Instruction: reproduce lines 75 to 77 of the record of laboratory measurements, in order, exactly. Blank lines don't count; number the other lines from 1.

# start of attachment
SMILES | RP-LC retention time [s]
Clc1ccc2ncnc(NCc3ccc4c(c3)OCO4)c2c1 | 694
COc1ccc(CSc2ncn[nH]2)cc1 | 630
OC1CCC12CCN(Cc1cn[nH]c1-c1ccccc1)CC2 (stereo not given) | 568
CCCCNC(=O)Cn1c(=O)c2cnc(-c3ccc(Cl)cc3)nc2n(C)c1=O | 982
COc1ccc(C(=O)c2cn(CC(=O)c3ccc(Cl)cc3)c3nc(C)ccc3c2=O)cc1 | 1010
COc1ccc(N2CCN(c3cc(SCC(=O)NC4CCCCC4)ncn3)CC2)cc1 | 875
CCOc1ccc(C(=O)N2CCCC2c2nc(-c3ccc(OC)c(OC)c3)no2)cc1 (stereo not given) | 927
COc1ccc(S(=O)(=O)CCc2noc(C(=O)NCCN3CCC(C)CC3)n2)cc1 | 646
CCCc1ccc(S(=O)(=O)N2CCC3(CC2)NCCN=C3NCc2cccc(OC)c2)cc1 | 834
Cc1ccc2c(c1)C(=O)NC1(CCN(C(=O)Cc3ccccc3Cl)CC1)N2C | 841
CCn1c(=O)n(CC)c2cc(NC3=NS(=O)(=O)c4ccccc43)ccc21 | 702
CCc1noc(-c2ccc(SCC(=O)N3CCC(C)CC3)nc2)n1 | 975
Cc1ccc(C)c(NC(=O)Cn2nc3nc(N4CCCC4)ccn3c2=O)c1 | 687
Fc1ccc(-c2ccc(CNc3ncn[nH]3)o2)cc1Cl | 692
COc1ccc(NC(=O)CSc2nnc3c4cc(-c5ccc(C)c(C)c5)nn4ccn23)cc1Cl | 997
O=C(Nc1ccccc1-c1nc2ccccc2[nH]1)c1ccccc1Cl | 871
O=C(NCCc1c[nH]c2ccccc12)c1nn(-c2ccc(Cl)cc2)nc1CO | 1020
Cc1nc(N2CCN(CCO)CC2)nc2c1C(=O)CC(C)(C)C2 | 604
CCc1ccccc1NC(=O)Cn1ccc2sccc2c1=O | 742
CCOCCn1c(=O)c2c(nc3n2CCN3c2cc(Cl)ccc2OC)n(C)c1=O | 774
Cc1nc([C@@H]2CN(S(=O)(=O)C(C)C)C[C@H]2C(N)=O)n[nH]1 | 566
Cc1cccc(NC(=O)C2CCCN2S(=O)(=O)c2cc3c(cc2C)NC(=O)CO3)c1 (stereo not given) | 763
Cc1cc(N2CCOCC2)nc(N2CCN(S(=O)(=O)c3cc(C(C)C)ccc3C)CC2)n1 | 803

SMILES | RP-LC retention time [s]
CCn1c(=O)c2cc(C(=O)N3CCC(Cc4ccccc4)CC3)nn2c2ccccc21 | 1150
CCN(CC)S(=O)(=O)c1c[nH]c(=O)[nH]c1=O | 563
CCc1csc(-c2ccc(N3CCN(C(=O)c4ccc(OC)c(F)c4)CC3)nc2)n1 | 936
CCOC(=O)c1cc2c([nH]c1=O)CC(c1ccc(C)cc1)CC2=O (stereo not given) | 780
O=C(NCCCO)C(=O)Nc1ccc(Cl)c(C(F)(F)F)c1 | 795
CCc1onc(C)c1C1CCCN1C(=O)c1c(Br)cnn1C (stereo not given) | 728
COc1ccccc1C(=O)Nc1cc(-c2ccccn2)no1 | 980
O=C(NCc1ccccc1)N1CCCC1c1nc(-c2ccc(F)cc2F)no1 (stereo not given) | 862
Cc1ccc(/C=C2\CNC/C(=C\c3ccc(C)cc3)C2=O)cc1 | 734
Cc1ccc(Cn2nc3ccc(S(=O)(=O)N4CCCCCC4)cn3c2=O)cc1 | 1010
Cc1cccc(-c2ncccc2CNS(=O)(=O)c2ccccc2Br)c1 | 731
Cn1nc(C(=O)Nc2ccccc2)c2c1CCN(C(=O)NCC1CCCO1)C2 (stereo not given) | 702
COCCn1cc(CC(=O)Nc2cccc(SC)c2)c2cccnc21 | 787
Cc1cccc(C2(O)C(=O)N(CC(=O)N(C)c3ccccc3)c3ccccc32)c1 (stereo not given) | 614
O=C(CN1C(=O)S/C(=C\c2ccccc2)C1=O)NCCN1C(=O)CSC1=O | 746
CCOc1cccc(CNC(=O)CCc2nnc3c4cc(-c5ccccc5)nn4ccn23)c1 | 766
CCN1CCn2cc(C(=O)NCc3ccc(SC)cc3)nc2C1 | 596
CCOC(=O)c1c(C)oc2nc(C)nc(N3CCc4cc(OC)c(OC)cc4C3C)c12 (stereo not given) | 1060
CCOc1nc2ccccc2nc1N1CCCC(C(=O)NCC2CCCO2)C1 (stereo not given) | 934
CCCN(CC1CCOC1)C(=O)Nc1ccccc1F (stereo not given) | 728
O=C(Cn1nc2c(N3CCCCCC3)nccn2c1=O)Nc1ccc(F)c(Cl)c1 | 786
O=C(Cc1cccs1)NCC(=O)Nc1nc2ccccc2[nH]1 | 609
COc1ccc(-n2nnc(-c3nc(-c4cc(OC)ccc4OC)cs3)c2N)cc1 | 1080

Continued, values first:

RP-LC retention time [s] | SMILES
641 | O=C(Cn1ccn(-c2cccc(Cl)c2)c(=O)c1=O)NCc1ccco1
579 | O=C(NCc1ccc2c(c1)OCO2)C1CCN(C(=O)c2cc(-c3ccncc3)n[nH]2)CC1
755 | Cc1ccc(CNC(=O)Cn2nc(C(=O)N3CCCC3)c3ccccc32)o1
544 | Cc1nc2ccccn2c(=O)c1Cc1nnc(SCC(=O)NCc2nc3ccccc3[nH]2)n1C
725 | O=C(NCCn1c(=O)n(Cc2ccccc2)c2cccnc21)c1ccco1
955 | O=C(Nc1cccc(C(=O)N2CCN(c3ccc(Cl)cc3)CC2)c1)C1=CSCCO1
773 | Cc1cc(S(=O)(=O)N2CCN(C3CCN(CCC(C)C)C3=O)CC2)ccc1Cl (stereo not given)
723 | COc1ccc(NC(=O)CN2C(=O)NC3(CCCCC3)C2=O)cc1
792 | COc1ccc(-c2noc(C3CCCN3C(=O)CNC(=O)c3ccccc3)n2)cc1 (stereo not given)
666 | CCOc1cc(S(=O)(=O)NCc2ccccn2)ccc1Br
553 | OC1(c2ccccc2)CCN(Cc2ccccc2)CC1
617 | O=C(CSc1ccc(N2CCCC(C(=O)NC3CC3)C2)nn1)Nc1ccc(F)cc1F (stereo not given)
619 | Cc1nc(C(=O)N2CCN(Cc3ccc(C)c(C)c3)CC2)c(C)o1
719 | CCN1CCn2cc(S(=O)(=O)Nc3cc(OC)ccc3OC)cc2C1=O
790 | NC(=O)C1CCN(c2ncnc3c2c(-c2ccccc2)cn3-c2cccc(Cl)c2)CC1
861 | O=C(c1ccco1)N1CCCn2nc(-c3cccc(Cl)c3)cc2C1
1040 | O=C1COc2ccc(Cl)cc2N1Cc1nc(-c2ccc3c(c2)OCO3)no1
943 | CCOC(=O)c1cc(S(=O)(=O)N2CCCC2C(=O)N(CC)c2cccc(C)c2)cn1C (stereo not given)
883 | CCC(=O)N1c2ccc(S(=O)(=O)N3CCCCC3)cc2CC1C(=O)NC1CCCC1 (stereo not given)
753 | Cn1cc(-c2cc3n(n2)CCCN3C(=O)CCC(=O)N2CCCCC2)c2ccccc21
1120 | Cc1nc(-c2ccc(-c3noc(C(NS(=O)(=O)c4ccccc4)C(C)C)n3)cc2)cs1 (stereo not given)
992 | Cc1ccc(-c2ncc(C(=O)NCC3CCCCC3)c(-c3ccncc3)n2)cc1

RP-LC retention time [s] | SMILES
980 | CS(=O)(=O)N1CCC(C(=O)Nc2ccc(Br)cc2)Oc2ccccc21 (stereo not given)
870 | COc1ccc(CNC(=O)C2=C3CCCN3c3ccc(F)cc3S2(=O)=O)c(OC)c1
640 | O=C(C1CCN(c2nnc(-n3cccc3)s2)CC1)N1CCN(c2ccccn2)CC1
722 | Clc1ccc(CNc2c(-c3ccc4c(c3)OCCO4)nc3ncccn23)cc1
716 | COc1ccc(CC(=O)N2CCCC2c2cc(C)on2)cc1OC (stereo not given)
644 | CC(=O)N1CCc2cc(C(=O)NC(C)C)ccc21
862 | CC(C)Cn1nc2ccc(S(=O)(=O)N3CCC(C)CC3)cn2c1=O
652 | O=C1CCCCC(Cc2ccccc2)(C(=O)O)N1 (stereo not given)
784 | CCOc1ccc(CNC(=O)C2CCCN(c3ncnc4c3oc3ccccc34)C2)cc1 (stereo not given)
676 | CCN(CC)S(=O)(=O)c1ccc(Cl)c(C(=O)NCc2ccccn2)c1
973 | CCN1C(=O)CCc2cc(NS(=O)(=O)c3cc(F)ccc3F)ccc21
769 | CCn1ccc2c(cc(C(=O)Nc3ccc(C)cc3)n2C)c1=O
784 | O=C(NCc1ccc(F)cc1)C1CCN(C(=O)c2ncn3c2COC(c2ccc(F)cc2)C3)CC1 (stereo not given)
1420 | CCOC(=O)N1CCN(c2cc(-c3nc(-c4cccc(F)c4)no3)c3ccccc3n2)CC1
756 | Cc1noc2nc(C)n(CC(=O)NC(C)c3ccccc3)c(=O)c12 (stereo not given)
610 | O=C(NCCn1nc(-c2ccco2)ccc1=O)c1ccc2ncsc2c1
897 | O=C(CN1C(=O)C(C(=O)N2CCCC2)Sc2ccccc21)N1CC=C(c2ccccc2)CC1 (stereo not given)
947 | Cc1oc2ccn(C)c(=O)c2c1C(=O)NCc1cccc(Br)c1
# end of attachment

870 | COc1ccc(CNC(=O)C2=C3CCCN3c3ccc(F)cc3S2(=O)=O)c(OC)c1
640 | O=C(C1CCN(c2nnc(-n3cccc3)s2)CC1)N1CCN(c2ccccn2)CC1
722 | Clc1ccc(CNc2c(-c3ccc4c(c3)OCCO4)nc3ncccn23)cc1